Estriol and Breast Cancer Risk

There are two estrogen receptors on tissues: estrogen receptor-alpha (ER-α) and estrogen receptor-beta (ER-β). ER-α promotes breast cell proliferation or growth while ER-β inhibits proliferation and prevents breast cancer development. So when it comes to breast cancer ER-α is bad and ER-β is good.

There are three main estrogens: estrone (E1), estradiol (E2), and estriol (E3).

Estradiol activates both ER-α and ER-β equally and thus has a neutral effect of breast cancer. Estrone activates ER-α at a 5:1 ratio. Estriol which is a weak estrogen but it activates ER-β at a ratio of 3:1. So when it comes to lowering the risk of breast cancer estriol is good and estrone is bad. Guess which hormone is dominant in post-menopausal women? Estrone. Therefore, estriol should be considered in post-menopausal women to offset the adverse effects of estrone. But, it is too weak an estrogen to provide other health benefits and should be given with estradiol.

Progestins downregulate (decrease) ER-β – another mechanism by which synthetic progestins raise breast cancer risk. Premarin and other conjugated estrogens (non-bioidentical) also downregulate ER-β.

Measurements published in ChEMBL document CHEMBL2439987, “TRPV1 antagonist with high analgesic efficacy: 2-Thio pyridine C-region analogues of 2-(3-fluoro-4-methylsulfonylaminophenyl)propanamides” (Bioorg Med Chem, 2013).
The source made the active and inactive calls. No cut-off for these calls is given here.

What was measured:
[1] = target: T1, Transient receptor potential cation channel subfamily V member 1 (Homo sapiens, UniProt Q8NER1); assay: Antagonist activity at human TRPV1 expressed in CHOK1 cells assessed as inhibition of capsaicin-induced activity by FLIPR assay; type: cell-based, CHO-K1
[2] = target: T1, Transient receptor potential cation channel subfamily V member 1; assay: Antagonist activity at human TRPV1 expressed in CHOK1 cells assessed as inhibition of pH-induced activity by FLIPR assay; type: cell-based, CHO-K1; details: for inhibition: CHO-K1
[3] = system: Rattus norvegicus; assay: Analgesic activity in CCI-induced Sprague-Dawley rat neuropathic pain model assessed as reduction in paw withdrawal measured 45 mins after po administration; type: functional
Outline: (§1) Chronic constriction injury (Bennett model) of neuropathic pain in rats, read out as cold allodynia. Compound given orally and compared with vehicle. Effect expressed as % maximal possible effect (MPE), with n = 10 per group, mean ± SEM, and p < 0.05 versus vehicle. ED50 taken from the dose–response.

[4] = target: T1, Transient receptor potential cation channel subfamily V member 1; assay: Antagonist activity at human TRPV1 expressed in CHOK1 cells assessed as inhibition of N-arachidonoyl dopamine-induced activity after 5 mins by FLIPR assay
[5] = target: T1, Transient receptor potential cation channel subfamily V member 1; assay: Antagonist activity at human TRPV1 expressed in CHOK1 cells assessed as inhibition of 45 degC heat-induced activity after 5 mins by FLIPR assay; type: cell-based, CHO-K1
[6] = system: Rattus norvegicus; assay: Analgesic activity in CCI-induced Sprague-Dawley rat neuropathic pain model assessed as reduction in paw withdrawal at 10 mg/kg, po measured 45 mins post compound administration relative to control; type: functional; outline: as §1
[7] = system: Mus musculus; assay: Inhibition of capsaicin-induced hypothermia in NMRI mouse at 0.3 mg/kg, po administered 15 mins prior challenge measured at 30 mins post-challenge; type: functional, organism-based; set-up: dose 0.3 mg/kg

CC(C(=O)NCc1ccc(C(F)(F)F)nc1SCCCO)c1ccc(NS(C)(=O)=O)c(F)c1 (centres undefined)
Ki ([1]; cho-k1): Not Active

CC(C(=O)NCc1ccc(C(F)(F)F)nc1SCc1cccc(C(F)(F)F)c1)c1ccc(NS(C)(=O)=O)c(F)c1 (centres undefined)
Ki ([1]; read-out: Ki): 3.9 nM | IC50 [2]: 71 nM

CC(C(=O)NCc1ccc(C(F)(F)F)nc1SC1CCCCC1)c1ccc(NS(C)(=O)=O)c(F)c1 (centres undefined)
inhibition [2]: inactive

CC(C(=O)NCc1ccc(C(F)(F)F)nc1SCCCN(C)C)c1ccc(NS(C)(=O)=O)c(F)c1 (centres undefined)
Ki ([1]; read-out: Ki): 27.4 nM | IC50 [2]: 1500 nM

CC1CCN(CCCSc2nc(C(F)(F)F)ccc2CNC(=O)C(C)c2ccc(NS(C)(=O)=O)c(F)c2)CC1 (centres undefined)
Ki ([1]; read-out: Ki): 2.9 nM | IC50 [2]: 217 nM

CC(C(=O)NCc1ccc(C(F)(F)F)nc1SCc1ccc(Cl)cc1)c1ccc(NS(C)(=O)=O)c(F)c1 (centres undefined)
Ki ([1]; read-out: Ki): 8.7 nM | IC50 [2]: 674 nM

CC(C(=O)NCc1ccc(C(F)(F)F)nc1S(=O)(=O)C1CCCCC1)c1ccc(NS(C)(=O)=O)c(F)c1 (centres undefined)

Pregnancy is associated with dramatic increases in progesterone and estriol and postpartum continue to produce higher levels of progesterone and estriol in comparison to women who never been pregnant. Women who have pregnant have lower rates of breast cancer than women never pregnant.

HRT and Blood Clots

Conjugated estrogens are associate with higher rates of venous thrombosis or blood clots. Transdermal bioidentical estrogens and bioidentical progesterone are not. One study showed a four-fold increase in blood clots in women on synthetic progestins.

Are Bioidentical Hormones Safe?

The reason most women seek HRT is for symptomatic relief from post-menopausal symptoms. And, in that regard non-bioidentical and bioidentical hormones are both effective, but bioidentical hormones have a safer risk profile. One thing should be clear from this discussion and our previous articles. Synthetic progestins should be avoided by women interested in receiving HRT. Most of the negative effects from HRT that women have heard over the years are related to synthetic progestins, though conjugated estrogens (Premarin) are associated with higher risks of stroke and blood clots while having a neutral on cardiovascular health (WHI study).

 

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Dr. Joe Jacko


Dr. Joe is board certified in internal medicine and sports medicine with additional training in hormone replacement therapy and regenerative medicine. He has trained or practiced at leading institutions including the Hughston Clinic, Cooper Clinic, Steadman-Hawkins Clinic of the Carolinas, and Cenegenics. He currently practices in Columbus, Ohio. Read more about Dr. Joe Jacko